Updated: 10/28/2019

Hepatocellular Carcinoma (HCC)

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  • A 65-year-old man presents to his primary care physician for right upper quadrant abdominal pain. He was diagnosed with hepatitis C infection, complicated by hepatic cirrhosis. Abdominal ultrasound demonstrates a focal hepatic lesion. He underwent a multi-phase contrasted abdominal CT scan, which demonstrated an enhancing focal hepatic mass during the arterial phase with rapid washout during the portal venous phase.
Introduction
  • Overview
    • primary malignancy affecting hepatocytes 
    • may result in a paraneoplastic syndrome
      • hypoglycemia
      • erythrocytosis
      • hypercalcemia
      • severe diarrhea
      • EPO, insulin-like growth factor, and PTHrP 
  • Epidemiology
    • risk factors
      • cirrhosis (80-90% of cases)
      • chronic hepatitis B infection
      • chronic hepatitis C infection
      • aflatoxin, produced by Aspergillus species
      • alcohol use
      • hereditary hemochromatosis
      • α1-antitrypsin deficiency
      • obesity
      • diabetes mellitus
      • non-alcoholic fatty liver disease
  • Pathophysiology
    • β-catenin activation and inhibition of p53 play a role in the development of hepatocellular carcinoma
Presentation
  • Symptoms/physical exam
    • right upper quadrant pain
    • weight loss
    • ascites
    • obstructive jaundice
    • however, patients can be asymptomatic and be incidentally found to have HCC due to routine screening in patients with cirrhosis
Imaging
  • Abdominal ultrasound
    • indication
      • monitoring lesions < 1 cm every 3-6 months for up to 2 years 
      • can be used as a screening imaging study in patients with cirrhosis
        • if there are findings concerning for HCC, then confirmatory imaging (or possibly biopsy) is needed 
    • findings
      • masses with poorly defined margins
      • irregular echoes
  • Multi-phase contrasted CT abdomen
    • indication
      • a confirmatory imaging study
    • findings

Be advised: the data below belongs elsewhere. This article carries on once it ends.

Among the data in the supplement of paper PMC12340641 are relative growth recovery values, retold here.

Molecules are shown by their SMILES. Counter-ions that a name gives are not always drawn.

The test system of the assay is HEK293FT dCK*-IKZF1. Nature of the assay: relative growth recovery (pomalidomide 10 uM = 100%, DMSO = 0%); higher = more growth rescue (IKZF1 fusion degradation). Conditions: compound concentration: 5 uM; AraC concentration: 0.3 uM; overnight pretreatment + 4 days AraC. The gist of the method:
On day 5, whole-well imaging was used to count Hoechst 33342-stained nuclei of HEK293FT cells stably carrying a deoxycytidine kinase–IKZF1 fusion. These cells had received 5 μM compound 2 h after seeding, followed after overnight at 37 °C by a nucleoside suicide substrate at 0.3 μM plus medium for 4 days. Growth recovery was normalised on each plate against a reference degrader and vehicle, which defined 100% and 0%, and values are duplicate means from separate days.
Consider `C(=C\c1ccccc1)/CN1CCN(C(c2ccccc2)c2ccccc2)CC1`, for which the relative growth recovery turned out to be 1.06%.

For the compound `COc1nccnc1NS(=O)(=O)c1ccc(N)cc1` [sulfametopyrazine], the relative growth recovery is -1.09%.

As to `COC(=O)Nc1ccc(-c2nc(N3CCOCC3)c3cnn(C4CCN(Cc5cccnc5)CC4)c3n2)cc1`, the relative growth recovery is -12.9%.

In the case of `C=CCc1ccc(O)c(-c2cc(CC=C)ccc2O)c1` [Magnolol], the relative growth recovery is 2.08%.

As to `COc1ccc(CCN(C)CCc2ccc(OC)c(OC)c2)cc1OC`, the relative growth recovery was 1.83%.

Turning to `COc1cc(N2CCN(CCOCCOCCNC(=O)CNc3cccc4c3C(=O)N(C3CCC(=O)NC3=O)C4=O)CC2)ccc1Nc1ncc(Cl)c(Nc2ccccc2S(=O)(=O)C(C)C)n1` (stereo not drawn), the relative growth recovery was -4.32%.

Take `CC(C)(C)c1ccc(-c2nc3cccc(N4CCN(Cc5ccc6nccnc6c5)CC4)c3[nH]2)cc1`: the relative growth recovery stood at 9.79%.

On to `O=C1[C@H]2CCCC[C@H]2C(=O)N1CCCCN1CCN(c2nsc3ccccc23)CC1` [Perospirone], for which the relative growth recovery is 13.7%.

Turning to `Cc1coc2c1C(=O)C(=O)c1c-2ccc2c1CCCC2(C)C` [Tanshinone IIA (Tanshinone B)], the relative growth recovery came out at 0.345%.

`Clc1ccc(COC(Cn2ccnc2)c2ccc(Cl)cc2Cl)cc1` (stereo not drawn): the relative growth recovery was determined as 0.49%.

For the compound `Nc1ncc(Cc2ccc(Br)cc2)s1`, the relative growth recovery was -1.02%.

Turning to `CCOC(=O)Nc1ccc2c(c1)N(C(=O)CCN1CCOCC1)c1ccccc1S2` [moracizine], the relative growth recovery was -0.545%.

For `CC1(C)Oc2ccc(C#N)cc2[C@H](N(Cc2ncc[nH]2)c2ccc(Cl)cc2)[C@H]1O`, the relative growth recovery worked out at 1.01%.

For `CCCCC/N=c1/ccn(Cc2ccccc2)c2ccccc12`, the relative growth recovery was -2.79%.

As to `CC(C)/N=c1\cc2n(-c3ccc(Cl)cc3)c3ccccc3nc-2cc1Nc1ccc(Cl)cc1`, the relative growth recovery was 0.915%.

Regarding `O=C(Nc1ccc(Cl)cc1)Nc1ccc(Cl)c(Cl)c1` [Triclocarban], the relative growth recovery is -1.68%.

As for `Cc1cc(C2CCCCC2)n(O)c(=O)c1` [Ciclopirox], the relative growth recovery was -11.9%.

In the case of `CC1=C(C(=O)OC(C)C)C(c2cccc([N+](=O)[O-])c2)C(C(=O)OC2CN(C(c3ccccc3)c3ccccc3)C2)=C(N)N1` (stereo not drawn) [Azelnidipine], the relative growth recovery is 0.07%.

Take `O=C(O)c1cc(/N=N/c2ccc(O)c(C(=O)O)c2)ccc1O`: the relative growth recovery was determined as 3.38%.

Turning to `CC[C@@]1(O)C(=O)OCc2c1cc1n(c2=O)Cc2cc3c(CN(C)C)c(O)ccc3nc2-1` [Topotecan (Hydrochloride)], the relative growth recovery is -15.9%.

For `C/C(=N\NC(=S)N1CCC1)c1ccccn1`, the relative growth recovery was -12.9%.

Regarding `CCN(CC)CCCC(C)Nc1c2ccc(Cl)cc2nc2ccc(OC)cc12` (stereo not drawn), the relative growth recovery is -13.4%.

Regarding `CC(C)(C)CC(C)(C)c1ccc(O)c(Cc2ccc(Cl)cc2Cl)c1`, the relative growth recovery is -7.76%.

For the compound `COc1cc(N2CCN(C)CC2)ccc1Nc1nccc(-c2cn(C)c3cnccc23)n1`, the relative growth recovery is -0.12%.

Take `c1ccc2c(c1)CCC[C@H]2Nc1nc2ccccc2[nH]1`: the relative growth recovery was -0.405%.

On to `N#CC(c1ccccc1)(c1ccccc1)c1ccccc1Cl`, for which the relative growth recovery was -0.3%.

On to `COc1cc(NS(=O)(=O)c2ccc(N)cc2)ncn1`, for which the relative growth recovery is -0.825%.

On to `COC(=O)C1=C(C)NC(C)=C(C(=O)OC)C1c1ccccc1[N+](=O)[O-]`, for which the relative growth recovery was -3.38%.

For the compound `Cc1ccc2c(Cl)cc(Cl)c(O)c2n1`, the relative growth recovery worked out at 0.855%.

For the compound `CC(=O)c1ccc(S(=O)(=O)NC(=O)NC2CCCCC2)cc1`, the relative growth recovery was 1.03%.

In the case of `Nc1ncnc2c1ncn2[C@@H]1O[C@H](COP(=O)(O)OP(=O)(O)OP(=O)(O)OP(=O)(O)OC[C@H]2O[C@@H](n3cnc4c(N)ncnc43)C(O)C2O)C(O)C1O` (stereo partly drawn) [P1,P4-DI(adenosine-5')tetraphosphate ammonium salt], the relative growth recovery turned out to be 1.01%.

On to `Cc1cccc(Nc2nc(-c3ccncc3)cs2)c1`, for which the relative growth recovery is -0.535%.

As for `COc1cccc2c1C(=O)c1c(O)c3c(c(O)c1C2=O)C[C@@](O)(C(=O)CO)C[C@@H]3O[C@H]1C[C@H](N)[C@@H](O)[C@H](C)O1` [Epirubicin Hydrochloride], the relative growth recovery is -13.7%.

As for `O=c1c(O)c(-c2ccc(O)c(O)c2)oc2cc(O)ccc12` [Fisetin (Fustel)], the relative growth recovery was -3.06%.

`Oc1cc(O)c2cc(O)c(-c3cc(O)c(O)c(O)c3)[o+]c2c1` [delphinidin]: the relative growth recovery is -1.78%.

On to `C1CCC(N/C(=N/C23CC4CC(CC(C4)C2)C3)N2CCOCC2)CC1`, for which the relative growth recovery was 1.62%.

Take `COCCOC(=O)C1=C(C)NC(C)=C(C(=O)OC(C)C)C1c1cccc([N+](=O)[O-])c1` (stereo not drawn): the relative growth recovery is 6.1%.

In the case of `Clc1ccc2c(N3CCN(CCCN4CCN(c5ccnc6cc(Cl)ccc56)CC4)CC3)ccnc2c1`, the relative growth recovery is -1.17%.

• typically a focal nodule with early enhancement (in the arterial phase) and rapid contrast washout (in the portal venous phase)
  • Multi-phase contrasted MRI abdomen
    • indication
      • a confirmatory imaging study
    • findings
      • enhancement in the arterial phase with rapid contrast washout
Studies
  • Serum labs
    • α-fetoprotein (AFP) 
      • if elevated > 400-500 ng/mL
        • may be suggestive of HCC
        • may be seen in patients with active liver disease (e.g., HCV or HBV infection)
      • a normal value does not exclude HCC
Differential
  • Hepatic adenoma
    • differentiating factor
      • benign liver tumor seen in patients with prolonged contraception use, anabolic steroid use, glycogen storage disorders, and pregnancy
Treatment
  • Surgical
    • resection
      • indication
        • recommended if the lesion is resectable and the patient has good performance status
    • liver transplantation
      • indication
        • recommended based on the patient's performance status and that the tumor is unresectable
    • liver-directed therapies
      • indication
        • in patients with local disease who are not candidates for resection or liver transplantation
          • may potentially down-stage the tumor, enabling the possibility of transplantation or resection
      • modalities
        • radioablation
          • delivers local radiofrequency thermal energy
        • transarterial chemoembolization (TACE)
          • delivers high-dose chemotherapy (e.g., cisplatin and doxorubicin) to local areas in the liver 
            • therefore, this decreases the risk of developing systemic toxicities
Complications
  • Hepatic failure
  • Hemoperitoneum
  • Portal, hepatic, or renal vein thrombosis
 

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Questions (4)
Lab Values
Blood, Plasma, Serum Reference Range
ALT 8-20 U/L
Amylase, serum 25-125 U/L
AST 8-20 U/L
Bilirubin, serum (adult) Total // Direct 0.1-1.0 mg/dL // 0.0-0.3 mg/dL
Calcium, serum (Ca2+) 8.4-10.2 mg/dL
Cholesterol, serum Rec: < 200 mg/dL
Cortisol, serum 0800 h: 5-23 μg/dL //1600 h:
3-15 μg/dL
2000 h: ≤ 50% of 0800 h
Creatine kinase, serum Male: 25-90 U/L
Female: 10-70 U/L
Creatinine, serum 0.6-1.2 mg/dL
Electrolytes, serum  
Sodium (Na+) 136-145 mEq/L
Chloride (Cl-) 95-105 mEq/L
Potassium (K+) 3.5-5.0 mEq/L
Bicarbonate (HCO3-) 22-28 mEq/L
Magnesium (Mg2+) 1.5-2.0 mEq/L
Estriol, total, serum (in pregnancy)  
24-28 wks // 32-36 wks 30-170 ng/mL // 60-280 ng/mL